Guest Chick: Mary Angela

Please join us in welcoming Mary Angela back to Chicks! She is the author of the Professor Prather academic mysteries and the new Happy Camper cozies. The first book in the series, Open for Murder, is out now, and Mary will give away an eBook to one lucky commenter today! 🌟

Different Can Be Good

I’ve been thinking a lot about the holidays and what they’ll look like this year. My daughters have been thinking about them, too, and asking questions. It’s hard to know how to answer, but usually the word different is part of our conversations. Different. Not a word you want to describe the holidays, which usually conjure up age-old traditions. But our discussions got me thinking: different can be good.

My daughters are dancers, which means every two years, they perform in the Nutcracker ballet at their dance school. It’s one of our favorite events but also one of the most time consuming. The practices always fall close to Thanksgiving. This particular year, they fell the night before the big day, which posed a problem. My sister was having Thanksgiving at her house, about 90 miles away, so most of my family traveled there the night before. A massive ice storm was headed our way, and it was due to arrive Thanksgiving morning.

I don’t know if you have ice storms where you live, but in South Dakota, ice storms can be treacherous. They can break trees, powerlines, and fences. I knew there was a chance we wouldn’t be able to travel to my sister’s house for the holiday, so I bought a small turkey and a few fixings. For the first time in my life, I bought canned (gasp!) sweet potatoes. It was a scant grocery list because, let’s face it, I’d driven in harsh Midwestern winters all my life, and my husband had a 4×4. We could get through anything.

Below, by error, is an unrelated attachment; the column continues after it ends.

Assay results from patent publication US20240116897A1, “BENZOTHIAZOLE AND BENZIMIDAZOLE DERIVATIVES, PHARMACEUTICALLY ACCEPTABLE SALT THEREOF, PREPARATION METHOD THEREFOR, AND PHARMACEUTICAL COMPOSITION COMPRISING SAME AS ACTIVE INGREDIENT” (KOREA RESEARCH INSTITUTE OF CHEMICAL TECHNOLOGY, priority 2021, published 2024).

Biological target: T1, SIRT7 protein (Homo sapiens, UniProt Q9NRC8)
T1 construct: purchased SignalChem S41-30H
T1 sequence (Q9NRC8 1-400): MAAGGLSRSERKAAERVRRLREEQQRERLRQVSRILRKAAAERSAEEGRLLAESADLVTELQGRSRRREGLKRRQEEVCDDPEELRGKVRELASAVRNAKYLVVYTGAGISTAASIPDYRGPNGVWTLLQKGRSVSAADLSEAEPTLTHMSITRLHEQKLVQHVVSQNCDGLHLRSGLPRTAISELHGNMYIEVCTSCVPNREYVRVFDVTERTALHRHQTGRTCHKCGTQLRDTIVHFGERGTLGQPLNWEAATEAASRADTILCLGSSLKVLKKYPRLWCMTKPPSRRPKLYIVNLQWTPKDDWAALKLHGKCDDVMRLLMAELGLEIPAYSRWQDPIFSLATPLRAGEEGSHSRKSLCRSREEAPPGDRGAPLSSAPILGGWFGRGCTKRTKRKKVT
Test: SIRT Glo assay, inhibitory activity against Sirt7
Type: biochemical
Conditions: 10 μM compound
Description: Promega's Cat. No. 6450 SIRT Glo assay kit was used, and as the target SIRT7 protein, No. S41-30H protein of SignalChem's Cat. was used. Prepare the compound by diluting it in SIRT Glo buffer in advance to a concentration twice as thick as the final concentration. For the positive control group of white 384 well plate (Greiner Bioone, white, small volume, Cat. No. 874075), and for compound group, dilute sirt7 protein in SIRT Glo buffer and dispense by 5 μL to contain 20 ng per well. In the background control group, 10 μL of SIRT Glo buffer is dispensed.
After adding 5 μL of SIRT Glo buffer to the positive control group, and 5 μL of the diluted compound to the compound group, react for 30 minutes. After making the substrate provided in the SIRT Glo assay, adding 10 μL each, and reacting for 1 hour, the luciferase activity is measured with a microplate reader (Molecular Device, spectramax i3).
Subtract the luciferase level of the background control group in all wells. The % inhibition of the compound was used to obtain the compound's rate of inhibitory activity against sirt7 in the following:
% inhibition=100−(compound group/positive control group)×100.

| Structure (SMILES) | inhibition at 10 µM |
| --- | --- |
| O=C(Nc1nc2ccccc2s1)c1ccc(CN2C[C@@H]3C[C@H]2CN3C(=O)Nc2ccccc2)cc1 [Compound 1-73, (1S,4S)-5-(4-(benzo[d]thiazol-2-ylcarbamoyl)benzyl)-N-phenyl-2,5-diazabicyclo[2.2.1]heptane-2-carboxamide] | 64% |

Except a closed road. When I came down the stairs Thanksgiving morning and saw the mailbox covered with ice, I knew we wouldn’t be traveling. I turned on the news and confirmed what I’d already guessed: we were homebound for the holiday. My brother, who hadn’t left early either, was in the same predicament, so I invited him to dinner. Although I was embarrassed of my meager trimmings (my potatoes certainly didn’t taste like Mom’s), in true brother fashion, he made the meal feel like a feast.

Afterwards, we went shopping at the local drugstore, another first. I’d judged many shoppers for hitting the Black Friday sales before swallowing their last bites of food, and here I was, one of those shoppers. And it was fabulous. My brother and I wandered the store for a good hour, looking at lights, stuffed Santas, and blowup snowmen. It was a treat, especially since my kids were younger then and I rarely had time to shop by myself.